Ninety-five-year-old Lorne Frame received some special mail from the French Embassy in Ottawa last week.
The Second World War veteran was awarded the National Order of the Legion of Honour from France, the country’s highest order of merit, for his role in the effort to liberate France from Nazi occupation.
“I was surprised and pleased and honoured,” said the former air force pilot on finding out he was being recognized.
Frame, who retired to Victoria in the 1980s, had just turned 20 when the plane he was piloting was shot down over France in the early morning hours of July 5, 1944.
Although the aircraft was in flames within minutes of being hit by the Nazis, Frame doesn’t remember feeling frightened.
“You’re trained to expect things like that. When it happened, it became a matter of containing the aircraft. It was an automatic reaction,” he said.
He and the six others onboard parachuted out of the plane. They landed in a spread-out area.
“I was found the next day by good fortune by the French underground,” Frame said.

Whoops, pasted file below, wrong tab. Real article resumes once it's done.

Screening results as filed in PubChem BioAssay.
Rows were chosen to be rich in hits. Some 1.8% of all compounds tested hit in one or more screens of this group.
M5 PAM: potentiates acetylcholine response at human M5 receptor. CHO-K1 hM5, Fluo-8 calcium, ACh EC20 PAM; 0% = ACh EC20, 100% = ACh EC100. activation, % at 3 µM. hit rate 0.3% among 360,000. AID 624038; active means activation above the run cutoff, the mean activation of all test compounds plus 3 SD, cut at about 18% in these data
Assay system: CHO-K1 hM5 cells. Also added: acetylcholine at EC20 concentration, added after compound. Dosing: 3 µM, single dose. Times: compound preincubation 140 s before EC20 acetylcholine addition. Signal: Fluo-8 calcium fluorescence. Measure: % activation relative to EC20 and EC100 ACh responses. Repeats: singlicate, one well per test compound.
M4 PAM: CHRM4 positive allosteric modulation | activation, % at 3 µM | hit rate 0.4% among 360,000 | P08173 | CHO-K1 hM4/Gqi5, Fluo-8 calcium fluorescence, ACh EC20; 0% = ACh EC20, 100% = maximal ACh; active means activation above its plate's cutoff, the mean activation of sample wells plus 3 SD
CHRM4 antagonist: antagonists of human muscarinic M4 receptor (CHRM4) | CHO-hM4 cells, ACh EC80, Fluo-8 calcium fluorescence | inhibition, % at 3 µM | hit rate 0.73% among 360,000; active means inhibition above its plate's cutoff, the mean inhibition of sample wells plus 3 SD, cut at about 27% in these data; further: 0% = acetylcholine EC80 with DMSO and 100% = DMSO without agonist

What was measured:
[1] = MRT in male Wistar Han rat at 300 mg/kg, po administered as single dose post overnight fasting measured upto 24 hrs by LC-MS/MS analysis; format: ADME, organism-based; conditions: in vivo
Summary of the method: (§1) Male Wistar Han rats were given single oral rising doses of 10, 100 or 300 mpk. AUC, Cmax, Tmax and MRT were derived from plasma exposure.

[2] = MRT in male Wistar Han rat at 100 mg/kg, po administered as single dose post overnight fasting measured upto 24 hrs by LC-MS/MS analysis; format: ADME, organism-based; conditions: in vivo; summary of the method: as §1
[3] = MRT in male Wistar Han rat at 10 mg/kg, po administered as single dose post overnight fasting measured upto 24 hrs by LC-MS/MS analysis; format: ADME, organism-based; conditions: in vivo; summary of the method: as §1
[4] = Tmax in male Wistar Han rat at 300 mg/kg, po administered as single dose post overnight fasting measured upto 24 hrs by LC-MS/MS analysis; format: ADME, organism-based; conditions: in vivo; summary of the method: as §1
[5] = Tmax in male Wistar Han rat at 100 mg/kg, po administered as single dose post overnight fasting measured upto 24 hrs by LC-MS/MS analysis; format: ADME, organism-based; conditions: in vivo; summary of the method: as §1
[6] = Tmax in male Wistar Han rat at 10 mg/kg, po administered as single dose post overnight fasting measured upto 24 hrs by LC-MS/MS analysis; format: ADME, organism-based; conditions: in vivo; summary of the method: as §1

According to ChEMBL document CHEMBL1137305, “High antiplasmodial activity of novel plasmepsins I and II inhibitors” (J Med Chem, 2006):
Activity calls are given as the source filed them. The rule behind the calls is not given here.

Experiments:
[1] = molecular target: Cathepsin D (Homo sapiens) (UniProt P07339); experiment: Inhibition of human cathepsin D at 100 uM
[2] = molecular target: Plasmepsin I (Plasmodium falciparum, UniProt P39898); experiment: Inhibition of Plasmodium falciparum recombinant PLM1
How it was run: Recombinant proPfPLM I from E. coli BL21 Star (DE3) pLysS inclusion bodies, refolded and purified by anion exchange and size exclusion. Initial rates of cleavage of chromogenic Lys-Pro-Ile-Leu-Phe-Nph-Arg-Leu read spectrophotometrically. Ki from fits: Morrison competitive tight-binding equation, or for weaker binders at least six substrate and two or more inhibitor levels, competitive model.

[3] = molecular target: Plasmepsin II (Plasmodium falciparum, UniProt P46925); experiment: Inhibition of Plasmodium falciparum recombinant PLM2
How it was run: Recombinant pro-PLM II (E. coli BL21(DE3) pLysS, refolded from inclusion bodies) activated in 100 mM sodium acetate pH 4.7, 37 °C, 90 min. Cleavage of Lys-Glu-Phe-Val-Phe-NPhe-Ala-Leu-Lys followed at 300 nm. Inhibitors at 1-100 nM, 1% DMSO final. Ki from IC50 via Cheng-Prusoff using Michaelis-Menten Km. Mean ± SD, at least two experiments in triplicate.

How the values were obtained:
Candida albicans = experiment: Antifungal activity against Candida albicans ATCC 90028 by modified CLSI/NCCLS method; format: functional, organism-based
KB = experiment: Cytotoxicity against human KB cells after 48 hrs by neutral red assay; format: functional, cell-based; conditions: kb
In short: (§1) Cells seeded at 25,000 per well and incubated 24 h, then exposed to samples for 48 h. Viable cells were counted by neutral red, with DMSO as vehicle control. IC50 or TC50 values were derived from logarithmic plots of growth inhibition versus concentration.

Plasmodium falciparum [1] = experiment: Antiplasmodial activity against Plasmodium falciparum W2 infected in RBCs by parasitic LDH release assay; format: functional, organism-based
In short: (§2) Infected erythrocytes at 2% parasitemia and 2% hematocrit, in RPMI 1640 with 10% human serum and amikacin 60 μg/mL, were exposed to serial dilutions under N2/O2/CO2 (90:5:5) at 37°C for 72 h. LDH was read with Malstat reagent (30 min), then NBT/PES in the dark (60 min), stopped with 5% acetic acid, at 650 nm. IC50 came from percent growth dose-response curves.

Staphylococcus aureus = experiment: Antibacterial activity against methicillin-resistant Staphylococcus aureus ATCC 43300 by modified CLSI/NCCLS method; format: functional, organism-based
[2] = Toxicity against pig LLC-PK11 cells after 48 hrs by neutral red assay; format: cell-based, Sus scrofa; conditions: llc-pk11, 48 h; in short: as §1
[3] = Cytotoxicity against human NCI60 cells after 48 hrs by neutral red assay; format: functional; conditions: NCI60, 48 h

He spent seven weeks in hiding, kept safe by an American woman who was part of the French resistance.
Frame said it’s hard to describe the nearly two months he spent concealed in their home.
“The woman who sheltered us — she was an unbelievable woman,” he said. “She was American, but she stayed on in France after Germany invaded and took over. She stayed on to do whatever she could in the way of underground work.”
Frame was joined in the house by two others from his crew and a pilot and navigator whose plane was shot down the same night.
In late August, the area was liberated by American forces, and Frame was free. He came home in October 1944.
It was a relief for his family, who had been left to fear the worst when Frame’s name was put on the missing list for months.
Others in his crew were not as lucky. Three became prisoners of war, including one who spent seven months in a Nazi concentration camp.
“He never got over the experience,” he said. It was by chance that Frame avoided that fate. “We were all faced with that possibility.”
The other two prisoners of war weren’t freed until September 1945.
The seven crew members kept in touch after the war, but Frame is the lone survivor today.
Although he spent his teen years growing up in Ottawa dreaming of joining the air force and learning to fly, he never flew a plane again after coming home from the war.
“I guess I’d had enough of flying by that time,” he said.
Instead, he went to university and became a reporter and then a magazine editor.
Frame plans to add his new medal to his collection from his service in the Second World War.
More than 1,000 Canadian veterans of the Second World War have received the National Order of the Legion of Honour.
The French government has been awarding the medal to all veterans of allied forces who helped to liberate the country.